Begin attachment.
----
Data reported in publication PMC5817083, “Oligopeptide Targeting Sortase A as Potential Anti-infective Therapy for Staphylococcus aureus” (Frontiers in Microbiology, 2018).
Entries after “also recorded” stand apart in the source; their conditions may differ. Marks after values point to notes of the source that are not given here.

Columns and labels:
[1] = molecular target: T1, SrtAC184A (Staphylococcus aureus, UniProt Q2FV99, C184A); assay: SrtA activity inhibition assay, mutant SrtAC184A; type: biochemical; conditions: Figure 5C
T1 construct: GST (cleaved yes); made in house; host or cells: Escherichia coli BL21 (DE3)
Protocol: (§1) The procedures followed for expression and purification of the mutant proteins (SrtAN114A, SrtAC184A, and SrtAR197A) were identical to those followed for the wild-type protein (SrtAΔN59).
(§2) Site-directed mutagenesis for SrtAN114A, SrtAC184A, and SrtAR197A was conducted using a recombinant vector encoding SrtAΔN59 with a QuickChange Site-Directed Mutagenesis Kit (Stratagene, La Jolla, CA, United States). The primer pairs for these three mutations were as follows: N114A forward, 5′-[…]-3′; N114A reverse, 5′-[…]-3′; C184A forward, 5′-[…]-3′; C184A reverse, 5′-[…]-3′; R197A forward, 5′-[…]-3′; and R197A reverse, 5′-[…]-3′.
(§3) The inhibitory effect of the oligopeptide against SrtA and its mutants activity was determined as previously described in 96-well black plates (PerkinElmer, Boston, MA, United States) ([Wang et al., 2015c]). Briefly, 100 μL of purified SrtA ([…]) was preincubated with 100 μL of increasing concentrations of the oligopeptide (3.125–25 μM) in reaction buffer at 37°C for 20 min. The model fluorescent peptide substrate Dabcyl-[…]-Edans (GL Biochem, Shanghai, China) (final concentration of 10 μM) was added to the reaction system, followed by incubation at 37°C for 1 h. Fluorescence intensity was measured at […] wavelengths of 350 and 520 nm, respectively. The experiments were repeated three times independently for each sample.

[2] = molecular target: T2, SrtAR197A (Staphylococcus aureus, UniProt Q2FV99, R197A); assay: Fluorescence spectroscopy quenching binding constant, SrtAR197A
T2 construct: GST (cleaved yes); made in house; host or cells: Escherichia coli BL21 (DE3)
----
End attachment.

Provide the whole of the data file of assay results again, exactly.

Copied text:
Data reported in publication PMC5817083, “Oligopeptide Targeting Sortase A as Potential Anti-infective Therapy for Staphylococcus aureus” (Frontiers in Microbiology, 2018).
Entries after “also recorded” stand apart in the source; their conditions may differ. Marks after values point to notes of the source that are not given here.

Columns and labels:
[1] = molecular target: T1, SrtAC184A (Staphylococcus aureus, UniProt Q2FV99, C184A); assay: SrtA activity inhibition assay, mutant SrtAC184A; type: biochemical; conditions: Figure 5C
T1 construct: GST (cleaved yes); made in house; host or cells: Escherichia coli BL21 (DE3)
Protocol: (§1) The procedures followed for expression and purification of the mutant proteins (SrtAN114A, SrtAC184A, and SrtAR197A) were identical to those followed for the wild-type protein (SrtAΔN59).
(§2) Site-directed mutagenesis for SrtAN114A, SrtAC184A, and SrtAR197A was conducted using a recombinant vector encoding SrtAΔN59 with a QuickChange Site-Directed Mutagenesis Kit (Stratagene, La Jolla, CA, United States). The primer pairs for these three mutations were as follows: N114A forward, 5′-[…]-3′; N114A reverse, 5′-[…]-3′; C184A forward, 5′-[…]-3′; C184A reverse, 5′-[…]-3′; R197A forward, 5′-[…]-3′; and R197A reverse, 5′-[…]-3′.
(§3) The inhibitory effect of the oligopeptide against SrtA and its mutants activity was determined as previously described in 96-well black plates (PerkinElmer, Boston, MA, United States) ([Wang et al., 2015c]). Briefly, 100 μL of purified SrtA ([…]) was preincubated with 100 μL of increasing concentrations of the oligopeptide (3.125–25 μM) in reaction buffer at 37°C for 20 min. The model fluorescent peptide substrate Dabcyl-[…]-Edans (GL Biochem, Shanghai, China) (final concentration of 10 μM) was added to the reaction system, followed by incubation at 37°C for 1 h. Fluorescence intensity was measured at […] wavelengths of 350 and 520 nm, respectively. The experiments were repeated three times independently for each sample.

[2] = molecular target: T2, SrtAR197A (Staphylococcus aureus, UniProt Q2FV99, R197A); assay: Fluorescence spectroscopy quenching binding constant, SrtAR197A
T2 construct: GST (cleaved yes); made in house; host or cells: Escherichia coli BL21 (DE3)